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Brain on Fire: My Month of Madness (English Edition) par [Cahalan, Susannah]
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Brain on Fire



Maybe it all began with a bug bite, from a bedbug that didn’t exist.

One morning, I’d woken up to find two red dots on the main purplish-blue vein running down my left arm. It was early 2009, and New York City was awash in bedbug scares: they infested offices, clothing stores, movie theaters, and park benches. Though I wasn’t naturally a worrier, my dreams had been occupied for two nights straight by finger-long bedbugs. It was a reasonable concern, though after carefully scouring the apartment, I couldn’t find a single bug or any evidence of their presence. Except those two bites. I even called in an exterminator to check out my apartment, an overworked Hispanic man who combed the whole place, lifting up my sofa bed and shining a flashlight into places I had never before thought to clean. He proclaimed my studio bug free. That seemed unlikely, so I asked for a follow-up appointment for him to spray. To his credit, he urged me to wait before shelling out an astronomical sum to do battle against what he seemed to think was an imaginary infestation. But I pressed him to do it, convinced that my apartment, my bed, my body had been overrun by bugs. He agreed to return and exterminate.

Concerned as I was, I tried to conceal my growing unease from my coworkers. Understandably, no one wanted to be associated with a person with a bedbug problem. So at work the following day, I walked as nonchalantly as possible through the newsroom of the New York Post to my cubicle. I was careful to conceal my bites and tried to appear casual, normal. Not that “normal” means a lot at the Post.

Though it’s notoriously obsessed with what’s new, the Post is nearly as old as the nation itself. Established by Alexander Hamilton in 1801, it is the longest continually run newspaper in the country. In its first century alone, the paper crusaded for the abolition movement and helped promote the creation of Central Park. Today the newsroom itself is cavernous yet airless, filled with rows of open cubicles and a glut of filing cabinets packed with decades of unused, forgotten documents. The walls are freckled with clocks that don’t run, dead flowers hung upside down to dry, a picture of a monkey riding a border collie, and a big foam Six Flags finger, all memorabilia from reporters’ assignments. The PCs are ancient, the copy machines the size of small ponies. A small utility closet that once served as a smoking room now holds supplies, and is marked by a weathered sign warning that the smoking room no longer exists, as if someone might accidentally wander in for a cigarette among the monitors and video equipment. This has been my eccentric little world for the past seven years, since I started here as a seventeen-year-old intern.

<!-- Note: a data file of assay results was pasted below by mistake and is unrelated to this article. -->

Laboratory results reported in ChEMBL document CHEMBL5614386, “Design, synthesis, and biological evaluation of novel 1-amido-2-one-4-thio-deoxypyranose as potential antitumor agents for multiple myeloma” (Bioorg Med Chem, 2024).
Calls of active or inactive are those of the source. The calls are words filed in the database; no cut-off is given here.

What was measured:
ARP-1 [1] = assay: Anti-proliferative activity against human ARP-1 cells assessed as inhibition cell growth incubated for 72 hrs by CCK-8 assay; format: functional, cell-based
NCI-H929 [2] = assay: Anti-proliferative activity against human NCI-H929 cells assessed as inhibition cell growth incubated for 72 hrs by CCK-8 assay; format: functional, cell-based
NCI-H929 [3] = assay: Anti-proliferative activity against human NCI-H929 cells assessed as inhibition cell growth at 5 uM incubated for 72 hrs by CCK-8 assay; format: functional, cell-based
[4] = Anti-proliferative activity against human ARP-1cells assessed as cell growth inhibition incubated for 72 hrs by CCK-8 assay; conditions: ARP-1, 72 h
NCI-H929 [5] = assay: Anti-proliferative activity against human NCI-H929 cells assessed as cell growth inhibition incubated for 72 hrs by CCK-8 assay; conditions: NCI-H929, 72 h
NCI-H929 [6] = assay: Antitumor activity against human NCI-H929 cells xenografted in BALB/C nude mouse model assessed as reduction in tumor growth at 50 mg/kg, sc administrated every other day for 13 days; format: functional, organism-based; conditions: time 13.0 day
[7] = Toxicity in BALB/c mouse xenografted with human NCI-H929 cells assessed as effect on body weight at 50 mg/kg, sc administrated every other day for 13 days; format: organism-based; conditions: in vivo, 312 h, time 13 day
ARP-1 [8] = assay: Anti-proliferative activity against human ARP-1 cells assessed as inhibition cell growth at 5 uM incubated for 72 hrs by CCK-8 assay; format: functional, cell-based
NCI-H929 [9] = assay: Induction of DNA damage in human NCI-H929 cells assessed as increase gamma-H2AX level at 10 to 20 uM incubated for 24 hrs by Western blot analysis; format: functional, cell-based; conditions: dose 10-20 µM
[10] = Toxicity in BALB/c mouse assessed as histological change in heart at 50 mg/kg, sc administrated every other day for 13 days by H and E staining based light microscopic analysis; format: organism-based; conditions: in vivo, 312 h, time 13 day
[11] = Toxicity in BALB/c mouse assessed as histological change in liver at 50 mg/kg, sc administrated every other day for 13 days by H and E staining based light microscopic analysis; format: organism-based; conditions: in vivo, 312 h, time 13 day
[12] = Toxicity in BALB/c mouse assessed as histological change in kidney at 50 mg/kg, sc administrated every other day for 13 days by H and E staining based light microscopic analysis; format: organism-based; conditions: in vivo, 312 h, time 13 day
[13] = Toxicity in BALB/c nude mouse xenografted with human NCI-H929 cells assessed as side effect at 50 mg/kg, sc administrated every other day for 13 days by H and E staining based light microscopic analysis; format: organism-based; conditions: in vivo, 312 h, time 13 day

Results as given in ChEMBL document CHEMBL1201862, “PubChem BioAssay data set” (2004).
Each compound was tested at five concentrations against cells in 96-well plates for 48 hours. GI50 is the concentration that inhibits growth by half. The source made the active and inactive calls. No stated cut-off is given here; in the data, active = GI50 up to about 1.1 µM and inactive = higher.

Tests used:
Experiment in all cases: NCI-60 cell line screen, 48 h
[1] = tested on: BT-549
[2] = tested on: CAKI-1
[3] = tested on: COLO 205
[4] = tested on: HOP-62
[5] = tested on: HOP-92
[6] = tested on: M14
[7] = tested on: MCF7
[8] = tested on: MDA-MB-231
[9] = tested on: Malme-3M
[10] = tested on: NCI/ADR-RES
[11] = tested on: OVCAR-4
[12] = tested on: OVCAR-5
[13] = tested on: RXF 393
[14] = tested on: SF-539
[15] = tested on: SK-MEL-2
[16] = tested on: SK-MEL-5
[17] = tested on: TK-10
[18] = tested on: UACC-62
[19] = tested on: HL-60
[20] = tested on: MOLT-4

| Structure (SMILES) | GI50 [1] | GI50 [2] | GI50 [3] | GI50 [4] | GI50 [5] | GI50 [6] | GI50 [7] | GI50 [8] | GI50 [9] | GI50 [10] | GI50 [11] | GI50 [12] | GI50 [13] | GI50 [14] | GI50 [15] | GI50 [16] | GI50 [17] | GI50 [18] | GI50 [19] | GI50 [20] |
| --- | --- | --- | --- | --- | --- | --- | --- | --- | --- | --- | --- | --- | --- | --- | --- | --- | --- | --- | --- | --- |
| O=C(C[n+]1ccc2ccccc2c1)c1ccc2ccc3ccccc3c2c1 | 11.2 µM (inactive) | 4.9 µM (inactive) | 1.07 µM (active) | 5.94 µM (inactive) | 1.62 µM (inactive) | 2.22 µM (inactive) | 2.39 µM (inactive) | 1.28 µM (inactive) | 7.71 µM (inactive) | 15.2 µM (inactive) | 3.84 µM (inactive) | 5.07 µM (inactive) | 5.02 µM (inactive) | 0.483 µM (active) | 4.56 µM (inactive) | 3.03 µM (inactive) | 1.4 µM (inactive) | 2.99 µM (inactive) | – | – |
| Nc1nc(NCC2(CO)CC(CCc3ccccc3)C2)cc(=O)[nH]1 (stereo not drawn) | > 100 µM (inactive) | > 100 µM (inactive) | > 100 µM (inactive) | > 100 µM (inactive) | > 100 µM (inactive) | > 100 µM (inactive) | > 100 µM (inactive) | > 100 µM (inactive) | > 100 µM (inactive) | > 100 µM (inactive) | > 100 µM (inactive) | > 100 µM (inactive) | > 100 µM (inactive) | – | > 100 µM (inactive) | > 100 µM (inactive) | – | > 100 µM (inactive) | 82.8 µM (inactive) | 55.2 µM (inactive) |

Especially around deadline, the room buzzes with activity—keyboards clacking, editors yelling, reporters cackling—the perfect stereotype of a tabloid newsroom.

“Where’s the fucking picture to go with this caption?”

“How is it that he didn’t know she was a prostitute?”

“What color were the socks of the guy who jumped off the bridge?”